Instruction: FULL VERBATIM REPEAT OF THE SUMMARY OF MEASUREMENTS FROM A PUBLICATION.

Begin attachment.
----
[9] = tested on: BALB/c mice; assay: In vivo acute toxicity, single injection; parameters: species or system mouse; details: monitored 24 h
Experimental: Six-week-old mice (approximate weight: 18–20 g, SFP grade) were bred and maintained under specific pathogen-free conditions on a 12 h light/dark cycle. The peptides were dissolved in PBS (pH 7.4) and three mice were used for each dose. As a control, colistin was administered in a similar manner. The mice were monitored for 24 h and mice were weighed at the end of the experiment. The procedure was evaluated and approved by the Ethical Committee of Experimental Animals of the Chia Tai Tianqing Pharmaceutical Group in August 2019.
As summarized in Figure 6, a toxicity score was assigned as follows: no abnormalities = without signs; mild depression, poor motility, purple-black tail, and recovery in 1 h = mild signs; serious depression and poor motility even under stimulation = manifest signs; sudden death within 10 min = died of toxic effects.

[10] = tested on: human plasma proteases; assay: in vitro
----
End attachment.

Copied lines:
[9] = tested on: BALB/c mice; assay: In vivo acute toxicity, single injection; parameters: species or system mouse; details: monitored 24 h
Experimental: Six-week-old mice (approximate weight: 18–20 g, SFP grade) were bred and maintained under specific pathogen-free conditions on a 12 h light/dark cycle. The peptides were dissolved in PBS (pH 7.4) and three mice were used for each dose. As a control, colistin was administered in a similar manner. The mice were monitored for 24 h and mice were weighed at the end of the experiment. The procedure was evaluated and approved by the Ethical Committee of Experimental Animals of the Chia Tai Tianqing Pharmaceutical Group in August 2019.
As summarized in Figure 6, a toxicity score was assigned as follows: no abnormalities = without signs; mild depression, poor motility, purple-black tail, and recovery in 1 h = mild signs; serious depression and poor motility even under stimulation = manifest signs; sudden death within 10 min = died of toxic effects.

[10] = tested on: human plasma proteases; assay: in vitro